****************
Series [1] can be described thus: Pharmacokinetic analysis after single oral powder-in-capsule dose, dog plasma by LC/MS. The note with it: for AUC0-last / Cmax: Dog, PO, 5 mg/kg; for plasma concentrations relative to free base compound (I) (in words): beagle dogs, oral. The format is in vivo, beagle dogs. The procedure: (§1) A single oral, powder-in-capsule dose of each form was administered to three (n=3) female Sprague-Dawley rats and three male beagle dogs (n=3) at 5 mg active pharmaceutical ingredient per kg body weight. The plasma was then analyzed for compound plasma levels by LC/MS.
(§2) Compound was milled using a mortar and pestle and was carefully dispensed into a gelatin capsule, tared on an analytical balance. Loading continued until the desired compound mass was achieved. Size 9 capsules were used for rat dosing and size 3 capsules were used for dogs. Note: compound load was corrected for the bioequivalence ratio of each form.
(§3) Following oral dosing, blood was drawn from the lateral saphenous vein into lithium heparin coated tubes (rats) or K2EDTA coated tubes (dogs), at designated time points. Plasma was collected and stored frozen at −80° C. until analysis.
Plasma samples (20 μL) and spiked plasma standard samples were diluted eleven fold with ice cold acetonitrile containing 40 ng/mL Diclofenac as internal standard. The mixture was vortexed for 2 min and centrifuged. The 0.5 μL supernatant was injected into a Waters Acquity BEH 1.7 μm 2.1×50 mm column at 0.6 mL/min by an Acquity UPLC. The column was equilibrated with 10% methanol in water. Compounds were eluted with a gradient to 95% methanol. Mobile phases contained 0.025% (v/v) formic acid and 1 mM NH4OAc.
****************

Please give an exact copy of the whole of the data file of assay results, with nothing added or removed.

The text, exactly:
Series [1] can be described thus: Pharmacokinetic analysis after single oral powder-in-capsule dose, dog plasma by LC/MS. The note with it: for AUC0-last / Cmax: Dog, PO, 5 mg/kg; for plasma concentrations relative to free base compound (I) (in words): beagle dogs, oral. The format is in vivo, beagle dogs. The procedure: (§1) A single oral, powder-in-capsule dose of each form was administered to three (n=3) female Sprague-Dawley rats and three male beagle dogs (n=3) at 5 mg active pharmaceutical ingredient per kg body weight. The plasma was then analyzed for compound plasma levels by LC/MS.
(§2) Compound was milled using a mortar and pestle and was carefully dispensed into a gelatin capsule, tared on an analytical balance. Loading continued until the desired compound mass was achieved. Size 9 capsules were used for rat dosing and size 3 capsules were used for dogs. Note: compound load was corrected for the bioequivalence ratio of each form.
(§3) Following oral dosing, blood was drawn from the lateral saphenous vein into lithium heparin coated tubes (rats) or K2EDTA coated tubes (dogs), at designated time points. Plasma was collected and stored frozen at −80° C. until analysis.
Plasma samples (20 μL) and spiked plasma standard samples were diluted eleven fold with ice cold acetonitrile containing 40 ng/mL Diclofenac as internal standard. The mixture was vortexed for 2 min and centrifuged. The 0.5 μL supernatant was injected into a Waters Acquity BEH 1.7 μm 2.1×50 mm column at 0.6 mL/min by an Acquity UPLC. The column was equilibrated with 10% methanol in water. Compounds were eluted with a gradient to 95% methanol. Mobile phases contained 0.025% (v/v) formic acid and 1 mM NH4OAc.